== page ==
New Series: In the Urban World, Juxtapositions Matter

In an ongoing series, Urbanism Without Effort author Chuck Wolfe argues the importance of the overlaps, overlays and convergence points that define city life, and emphasizes the importance of reading and interpreting their everyday expression.

2 minute read

January 16, 2014, 10:00 AM PST

By Charles R. Wolfe @crwolfelaw

In the first five short articles in a ten-part series, Wolfe uses photographs of his native Seattle to illustrate points of context, focus and catalysts for today’s urban issues and debates, all summarized in the working term, "juxtapositions".  They are often in plain sight, he notes, in familiar patterns of overlap and/or interdisciplinary layers:

Look at a juxtaposition—and see confronting dilemmas, flashpoints and ripples in time—all of which are recognizable in the faces, spaces and places of everyday life.

Rather than a static view, he stresses, for example, the interactivity of adjacent new and old construction, contrasting forms of light and blended land, water and natural environments. He shows visible reflections of regulatory process in human behavior.  He repeats the path-crossing aspects of street corners and sit-able places.

He summarizes the importance of such urban juxtapositions in the introductory article:

These overlays align us towards discussion of sudden and gradual change, generational differences, public and private preferences, merger of cultures and business types, and mixing of land uses, transportation modes, and housing approaches. They are more than transitions, but focal points for who decides the urban agenda and who gets versus who pays. Accordingly, they drive urban politics and professional services—and we should know how to recognize and work with them...

Wolfe's pragmatic tone combines with the importance of observing human behavior in the spirit of William H. Whyte, Jan Gehl and others.  In the fifth article he illustrates how a corner street performer inherently knows the stages and windows and observation points of urban life—the entry points to everything from transportation modes to safety at night—and that knowledge is captured in accompanying photographs.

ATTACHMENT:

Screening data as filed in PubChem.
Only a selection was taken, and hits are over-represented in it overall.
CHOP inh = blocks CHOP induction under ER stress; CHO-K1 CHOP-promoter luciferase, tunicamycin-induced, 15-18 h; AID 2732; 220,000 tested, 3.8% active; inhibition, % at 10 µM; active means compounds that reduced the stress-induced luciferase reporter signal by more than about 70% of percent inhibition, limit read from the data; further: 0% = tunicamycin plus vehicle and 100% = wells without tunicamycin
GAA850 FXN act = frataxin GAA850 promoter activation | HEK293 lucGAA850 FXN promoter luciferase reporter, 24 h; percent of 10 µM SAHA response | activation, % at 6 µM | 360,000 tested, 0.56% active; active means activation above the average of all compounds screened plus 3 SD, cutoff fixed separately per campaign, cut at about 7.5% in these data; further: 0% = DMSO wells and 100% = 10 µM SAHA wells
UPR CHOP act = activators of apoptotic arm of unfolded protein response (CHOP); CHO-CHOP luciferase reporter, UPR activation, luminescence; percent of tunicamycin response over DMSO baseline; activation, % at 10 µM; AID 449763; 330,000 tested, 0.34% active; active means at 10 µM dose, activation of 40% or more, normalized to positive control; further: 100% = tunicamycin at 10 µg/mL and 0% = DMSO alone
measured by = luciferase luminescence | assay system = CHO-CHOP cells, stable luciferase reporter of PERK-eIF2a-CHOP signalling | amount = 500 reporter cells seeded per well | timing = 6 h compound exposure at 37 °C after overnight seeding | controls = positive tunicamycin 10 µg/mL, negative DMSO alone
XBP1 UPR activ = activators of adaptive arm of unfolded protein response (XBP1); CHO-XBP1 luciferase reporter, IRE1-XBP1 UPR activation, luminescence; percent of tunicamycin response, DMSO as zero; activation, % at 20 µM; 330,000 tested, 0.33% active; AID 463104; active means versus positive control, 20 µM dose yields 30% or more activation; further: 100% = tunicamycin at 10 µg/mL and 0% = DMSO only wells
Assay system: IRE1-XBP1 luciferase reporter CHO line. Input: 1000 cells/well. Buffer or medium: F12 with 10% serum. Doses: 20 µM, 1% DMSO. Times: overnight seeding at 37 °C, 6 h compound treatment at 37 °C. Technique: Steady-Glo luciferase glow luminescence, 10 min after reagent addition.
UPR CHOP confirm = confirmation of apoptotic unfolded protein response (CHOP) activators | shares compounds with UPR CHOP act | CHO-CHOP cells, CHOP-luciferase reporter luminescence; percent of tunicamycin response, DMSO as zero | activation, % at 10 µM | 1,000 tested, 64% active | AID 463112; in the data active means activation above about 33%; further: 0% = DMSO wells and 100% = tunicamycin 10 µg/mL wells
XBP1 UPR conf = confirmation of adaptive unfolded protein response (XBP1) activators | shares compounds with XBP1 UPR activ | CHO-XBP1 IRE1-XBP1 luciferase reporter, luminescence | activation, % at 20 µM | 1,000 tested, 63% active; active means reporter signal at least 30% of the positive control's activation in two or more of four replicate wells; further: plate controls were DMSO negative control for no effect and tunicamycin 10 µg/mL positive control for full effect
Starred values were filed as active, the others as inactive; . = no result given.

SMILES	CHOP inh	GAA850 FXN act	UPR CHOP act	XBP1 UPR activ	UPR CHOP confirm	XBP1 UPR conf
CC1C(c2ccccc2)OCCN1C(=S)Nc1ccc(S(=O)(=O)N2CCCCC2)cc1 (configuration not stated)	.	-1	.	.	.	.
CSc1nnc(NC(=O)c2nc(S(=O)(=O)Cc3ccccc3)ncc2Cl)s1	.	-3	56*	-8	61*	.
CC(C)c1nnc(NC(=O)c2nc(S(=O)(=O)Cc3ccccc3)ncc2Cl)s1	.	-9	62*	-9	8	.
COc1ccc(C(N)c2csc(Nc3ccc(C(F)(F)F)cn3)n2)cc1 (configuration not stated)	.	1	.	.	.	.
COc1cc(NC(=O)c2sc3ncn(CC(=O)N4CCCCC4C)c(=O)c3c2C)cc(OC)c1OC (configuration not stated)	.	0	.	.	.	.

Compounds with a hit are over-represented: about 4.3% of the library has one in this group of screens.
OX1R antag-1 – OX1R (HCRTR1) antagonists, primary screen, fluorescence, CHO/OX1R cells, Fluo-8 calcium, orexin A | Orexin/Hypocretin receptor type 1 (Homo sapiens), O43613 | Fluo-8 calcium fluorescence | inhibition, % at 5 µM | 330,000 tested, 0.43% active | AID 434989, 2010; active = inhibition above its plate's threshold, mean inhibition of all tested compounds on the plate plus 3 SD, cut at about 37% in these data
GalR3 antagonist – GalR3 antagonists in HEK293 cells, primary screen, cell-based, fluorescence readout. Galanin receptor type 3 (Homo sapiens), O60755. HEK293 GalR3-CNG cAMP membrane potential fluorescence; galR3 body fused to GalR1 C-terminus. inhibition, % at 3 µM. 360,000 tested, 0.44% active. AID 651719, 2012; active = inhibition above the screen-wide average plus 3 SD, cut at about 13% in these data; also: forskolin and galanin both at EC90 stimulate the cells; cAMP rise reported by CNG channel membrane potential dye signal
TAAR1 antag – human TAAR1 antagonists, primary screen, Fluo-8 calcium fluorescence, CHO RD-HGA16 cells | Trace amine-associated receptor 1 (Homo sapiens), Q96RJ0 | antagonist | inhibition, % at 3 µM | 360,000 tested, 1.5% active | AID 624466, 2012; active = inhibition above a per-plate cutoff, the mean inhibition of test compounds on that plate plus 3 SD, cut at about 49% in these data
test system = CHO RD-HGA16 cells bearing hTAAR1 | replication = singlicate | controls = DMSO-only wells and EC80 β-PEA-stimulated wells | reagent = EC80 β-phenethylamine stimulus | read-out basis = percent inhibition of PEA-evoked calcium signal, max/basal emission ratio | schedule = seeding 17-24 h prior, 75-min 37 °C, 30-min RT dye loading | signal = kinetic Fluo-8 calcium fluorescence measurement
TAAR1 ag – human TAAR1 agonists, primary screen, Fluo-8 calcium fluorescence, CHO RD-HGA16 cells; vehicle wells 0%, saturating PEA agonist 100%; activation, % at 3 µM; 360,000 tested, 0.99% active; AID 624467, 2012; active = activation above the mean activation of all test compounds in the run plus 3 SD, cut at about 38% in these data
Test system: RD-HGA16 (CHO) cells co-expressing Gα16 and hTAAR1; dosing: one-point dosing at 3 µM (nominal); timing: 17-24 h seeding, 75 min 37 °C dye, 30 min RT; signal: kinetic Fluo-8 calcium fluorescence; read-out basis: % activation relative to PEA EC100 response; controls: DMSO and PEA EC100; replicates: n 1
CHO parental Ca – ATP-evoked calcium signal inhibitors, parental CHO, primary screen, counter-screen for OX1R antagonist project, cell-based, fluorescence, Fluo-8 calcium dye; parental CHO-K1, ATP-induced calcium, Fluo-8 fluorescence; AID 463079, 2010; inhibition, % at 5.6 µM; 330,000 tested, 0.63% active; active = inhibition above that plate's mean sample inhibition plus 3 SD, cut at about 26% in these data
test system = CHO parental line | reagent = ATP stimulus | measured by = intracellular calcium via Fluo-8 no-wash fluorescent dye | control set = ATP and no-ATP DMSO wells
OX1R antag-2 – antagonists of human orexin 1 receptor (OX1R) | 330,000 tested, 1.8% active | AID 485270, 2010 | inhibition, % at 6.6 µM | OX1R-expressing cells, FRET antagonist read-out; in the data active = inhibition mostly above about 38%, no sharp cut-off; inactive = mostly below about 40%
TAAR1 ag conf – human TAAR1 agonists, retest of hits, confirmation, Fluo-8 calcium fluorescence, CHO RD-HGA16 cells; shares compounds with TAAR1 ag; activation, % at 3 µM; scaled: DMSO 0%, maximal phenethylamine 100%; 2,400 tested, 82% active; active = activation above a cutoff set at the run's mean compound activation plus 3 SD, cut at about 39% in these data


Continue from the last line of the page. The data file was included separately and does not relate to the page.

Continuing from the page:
Why observe in the ways Wolfe suggests?

In such imagery we can predict policy debates, neighbor opposition, conflicts of parent and child in a way that can inspire dialogue, a search for consensus, or outright conflict and confusion.

For all articles in the series, click here.

Wednesday, January 1, 2014 in myurbanist

View down New York City alleyway at nighttime

Red Cities, Blue Cities, and Crime

Homicides rose across the nation in 2020 and 2021. But did they rise equally in all cities, or was the situation worse in some than in others?

March 12, 2023 - Michael Lewyn

babyt Boomer Homeowners

The Shifting Boomer Bulge: More Bad News for America’s Housing Crisis?

In the first of a two-part series, PlaceMakers’ Ben Brown interviews housing guru Arthur C. Nelson on the sweeping demographic changes complicating the housing market.

March 12, 2023 - PlaceShakers and NewsMakers

Yellow on black "Expect Delays" traffic sign

A Serious Critique of Congestion Costs and Induced Vehicle Travel Impacts

Some highway advocates continue to claim that roadway expansions are justified to reduce traffic congestion. That's not what the research shows. It's time to stop obsessing over congestion and instead strive for efficient accessibility.

March 14, 2023 - Todd Litman

A toll payment facility in Florida.

Tolling All Lanes

Bay Area transportation planners are studying a radical idea to reduce traffic congestion and fund driving alternatives: tolling all lanes on a freeway. Even more radical, the plan considers tolling parallel roads.

4 hours ago - San Francisco Chronicle

Close-up of person holding up smartphone next to contactless fare reading device on bus

Federal SMART Grants Awarded for Transportation Safety, Equity Projects

The grant program focuses on the use of technology to improve safety, accessibility, and efficiency in transportation.

5 hours ago - U.S. Department Of Transportation

Seattle Transit

Fare Enforcement Upheld by Washington Supreme Court

But using armed police to enforce fare payment is less than ideal in the eyes of the top court in the state of Washington.

6 hours ago - Crosscut

Planner II

City of Greenville

Planner I

City of Greenville

Rural Projects Coordinator (RARE AmeriCorps Member)

Resource Assistance for Rural Environments (RARE) AmeriCorps Program

Urban Design for Planners 1: Software Tools

This six-course series explores essential urban design concepts using open source software and equips planners with the tools they need to participate fully in the urban design process.

Planning for Universal Design

Learn the tools for implementing Universal Design in planning regulations.